I'm currently working on a pricing table for a product that has 3 separate tiers. Some of them lack certain features etc. We've been debating how to mark the table cells to indicate what is included and excluded to visitors. Marketing are keen to avoid crosses as they suggest negativity, and I feel that covering the table in ticks looks a little scrappy.

Currently we've settled for something like this (just an example):


Green light (dot) indicates it's available and the lack of a green light suggests it's not included. The thought is to avoid red due to negative connotations at the point of purchase (marketings preference not mine).

I think alternatively we should indicate the missing option with a dash as it seems to imply a black space better than literally having nothing in the cell. e.g.


There are other alternatives as well but I was interested to know if there was best practice here that I haven't come across or if there were at least some things I should definitely avoid?

Here are a few other options:

3: 4: 5:

2 Answers 2


I think this is a design question where the overall content and intent of the design needs to be assessed and understood first.

By content I am referring to the actual differences between the plans (or tiers) that you are going to display. There would be very little point in showing the information in a table if all three tiers offered very similar features, in which case you would simply list the differences separately to make it more obvious what the distinctions are (and perhaps show they have in common). There would also be very little point in showing the information in a table if all three tiers offered very different features since you might find it difficult to make clear comparisons or evaluations and the price you have to pay for them.

Also if you think about the table when all the three tiers are very similar then a lot of green dots or ticks seems very redundant, and conversely three tiers with very different features might leave a lot of blank spaces or red crosses.

By the intent I am referring to what the purpose of the table is from a marketing (or hopefully UX) perspective. Do you want to show that there are a lot of similarities (or differences) between the three tiers? Do you want to make a clear link between features and pricing? Do you want to encourage people or drive sales towards a specific tier? If this is the case then crosses and ticks can work as something that can drive people towards certain options and behaviours if used in the right way and not as a deterrent.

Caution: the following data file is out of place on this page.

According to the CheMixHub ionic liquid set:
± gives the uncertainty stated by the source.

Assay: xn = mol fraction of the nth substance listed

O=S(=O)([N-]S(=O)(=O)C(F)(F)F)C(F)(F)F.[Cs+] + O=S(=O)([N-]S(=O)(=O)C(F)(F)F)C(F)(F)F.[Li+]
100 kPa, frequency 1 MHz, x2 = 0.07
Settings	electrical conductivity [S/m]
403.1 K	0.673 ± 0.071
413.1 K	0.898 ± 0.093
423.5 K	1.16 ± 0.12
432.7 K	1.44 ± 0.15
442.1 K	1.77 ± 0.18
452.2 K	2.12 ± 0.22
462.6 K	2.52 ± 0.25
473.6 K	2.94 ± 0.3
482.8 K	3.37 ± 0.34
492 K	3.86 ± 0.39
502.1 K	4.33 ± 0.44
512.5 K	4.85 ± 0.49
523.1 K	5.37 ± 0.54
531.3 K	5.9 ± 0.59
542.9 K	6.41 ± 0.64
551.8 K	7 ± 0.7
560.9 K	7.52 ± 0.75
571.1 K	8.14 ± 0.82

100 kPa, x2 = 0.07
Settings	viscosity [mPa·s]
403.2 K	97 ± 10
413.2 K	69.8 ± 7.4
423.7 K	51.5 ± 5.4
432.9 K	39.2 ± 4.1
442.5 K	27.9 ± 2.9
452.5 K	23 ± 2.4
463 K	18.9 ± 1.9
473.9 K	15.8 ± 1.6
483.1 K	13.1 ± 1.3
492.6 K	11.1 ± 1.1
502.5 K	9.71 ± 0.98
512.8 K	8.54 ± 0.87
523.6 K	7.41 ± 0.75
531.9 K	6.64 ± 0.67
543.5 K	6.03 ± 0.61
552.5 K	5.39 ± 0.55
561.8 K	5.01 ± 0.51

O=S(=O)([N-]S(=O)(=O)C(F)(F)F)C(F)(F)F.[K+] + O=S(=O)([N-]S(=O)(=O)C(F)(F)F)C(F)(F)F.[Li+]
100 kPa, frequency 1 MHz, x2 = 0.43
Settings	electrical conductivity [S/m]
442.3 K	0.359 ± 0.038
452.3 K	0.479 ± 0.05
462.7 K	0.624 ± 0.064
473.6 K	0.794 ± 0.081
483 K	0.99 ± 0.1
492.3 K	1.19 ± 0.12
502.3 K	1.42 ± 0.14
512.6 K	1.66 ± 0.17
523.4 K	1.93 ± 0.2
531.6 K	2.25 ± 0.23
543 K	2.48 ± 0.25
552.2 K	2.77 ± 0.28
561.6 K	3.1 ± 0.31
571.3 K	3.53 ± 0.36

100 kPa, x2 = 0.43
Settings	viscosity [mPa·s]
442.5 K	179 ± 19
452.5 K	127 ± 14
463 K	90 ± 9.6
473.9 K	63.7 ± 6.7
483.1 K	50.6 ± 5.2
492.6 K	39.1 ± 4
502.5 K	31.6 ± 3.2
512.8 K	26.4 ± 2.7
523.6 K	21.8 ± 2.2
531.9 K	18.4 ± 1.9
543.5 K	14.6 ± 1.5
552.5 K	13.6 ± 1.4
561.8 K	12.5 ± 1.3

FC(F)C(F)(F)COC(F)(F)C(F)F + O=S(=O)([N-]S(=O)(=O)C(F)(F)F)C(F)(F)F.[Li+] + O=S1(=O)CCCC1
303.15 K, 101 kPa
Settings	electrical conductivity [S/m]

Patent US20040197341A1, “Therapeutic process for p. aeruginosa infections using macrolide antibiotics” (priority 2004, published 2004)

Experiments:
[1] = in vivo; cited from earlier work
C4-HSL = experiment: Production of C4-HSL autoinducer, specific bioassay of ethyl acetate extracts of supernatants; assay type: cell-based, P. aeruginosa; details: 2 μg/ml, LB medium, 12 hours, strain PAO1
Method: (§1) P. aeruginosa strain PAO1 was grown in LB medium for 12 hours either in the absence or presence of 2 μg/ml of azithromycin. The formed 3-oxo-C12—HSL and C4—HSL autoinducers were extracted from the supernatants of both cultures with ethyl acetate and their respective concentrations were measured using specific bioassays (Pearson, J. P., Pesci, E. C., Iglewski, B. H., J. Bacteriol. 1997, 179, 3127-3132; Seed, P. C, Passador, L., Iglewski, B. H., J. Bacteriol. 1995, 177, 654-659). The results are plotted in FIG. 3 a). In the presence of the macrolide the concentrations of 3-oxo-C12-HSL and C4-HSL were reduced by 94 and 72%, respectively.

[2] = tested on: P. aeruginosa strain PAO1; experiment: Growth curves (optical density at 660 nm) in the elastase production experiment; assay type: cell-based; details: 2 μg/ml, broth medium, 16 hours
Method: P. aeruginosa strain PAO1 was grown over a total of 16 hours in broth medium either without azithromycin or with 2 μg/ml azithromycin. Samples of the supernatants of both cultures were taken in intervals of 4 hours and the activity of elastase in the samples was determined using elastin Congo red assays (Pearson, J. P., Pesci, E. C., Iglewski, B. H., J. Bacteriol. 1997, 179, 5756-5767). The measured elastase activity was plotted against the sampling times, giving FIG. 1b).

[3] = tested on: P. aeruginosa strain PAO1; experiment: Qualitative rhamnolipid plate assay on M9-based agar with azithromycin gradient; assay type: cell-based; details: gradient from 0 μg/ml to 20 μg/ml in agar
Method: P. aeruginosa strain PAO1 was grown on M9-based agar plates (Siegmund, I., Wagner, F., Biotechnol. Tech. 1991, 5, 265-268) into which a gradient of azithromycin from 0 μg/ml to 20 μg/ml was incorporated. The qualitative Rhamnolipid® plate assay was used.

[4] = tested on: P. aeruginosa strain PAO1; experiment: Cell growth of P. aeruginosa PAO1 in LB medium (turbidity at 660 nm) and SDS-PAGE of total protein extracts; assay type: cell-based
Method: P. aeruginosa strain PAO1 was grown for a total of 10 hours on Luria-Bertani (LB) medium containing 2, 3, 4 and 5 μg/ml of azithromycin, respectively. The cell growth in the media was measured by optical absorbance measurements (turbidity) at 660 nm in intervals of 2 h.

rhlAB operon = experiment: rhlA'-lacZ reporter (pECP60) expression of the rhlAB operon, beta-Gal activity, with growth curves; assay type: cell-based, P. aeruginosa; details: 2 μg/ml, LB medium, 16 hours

So I think once you've worked out the content and intent, it will guide you towards a sound and logical rationale for applying the design styles for the table.

  • I think we are looking to make it really easy for users to understand that all the plans have certain features but also keep emphasis on the differences, primarily to up-sell. So in the case of this table we are trying to encourage users to go for the middle tier as it has about 8 or so more features than the lower one. We have included plenty of visual queues that promote the central column, it's mostly a worry that an absence of a marker (for plans lacking a feature) might not be clear enough and make users confused. Thanks for your answer
    – Chris
    Mar 31, 2015 at 13:13
  • for arguments sake I will mark your response as the chosen answer as you've helped to illustrate how multifaceted the issue is and given me a few more criteria I can use to measure against. Thanks :-)
    – Chris
    Mar 31, 2015 at 16:23

You should really see if you can compress down your feature set. Some companies seem to love having a huge feature matrix, but this can make things confusing (see "the paradox of choice").

Don't be set on the idea of checkboxes, either. That works well for a feature that is completely unavailable in lower tiers, but many things are offered at different levels for different tiers.

From your example "Unlimited support" seems to be one of these things. Does it imply there is actually ZERO support for Plan 1? Or were you going to have two rows?

Instead, you can use the rows to compare levels of features:

                Plan 1                 Plan 2                  Plan 3

Support     Community Forums      5 day/8 hour Email      24/7 Phone + Email

Users             1                      10                   Unlimited

Reports         Basic                 Advanced                 Advanced

Data Export      ---                   Weekly                   Daily

If you start trying to group what you consider individual features into subsets, you may find that such comparisons can be made. This also makes it easier on a user to actually compare capabilities of the tiers.

You can also provide links or mouse-over icons or similar on individual items to explain what "Advanced" reports are (and what it gives you over "Basic").

  • Thanks Greg, unfortunately I'm constrained to the current table format due to business priorities. We originally tried compressing the features but got bad feedback from Sales (although no complaints UX wise and I'd agree that you've made a valid point). The unlimited support was just an example - we offer support to all :-) my main concern is how I indicate unavailable fields in a non-negative way to keep users feeling positive about the prospect of signing up.
    – Chris
    Mar 31, 2015 at 16:20

Your Answer

By clicking “Post Your Answer”, you agree to our terms of service and acknowledge you have read our privacy policy.

Not the answer you're looking for? Browse other questions tagged or ask your own question.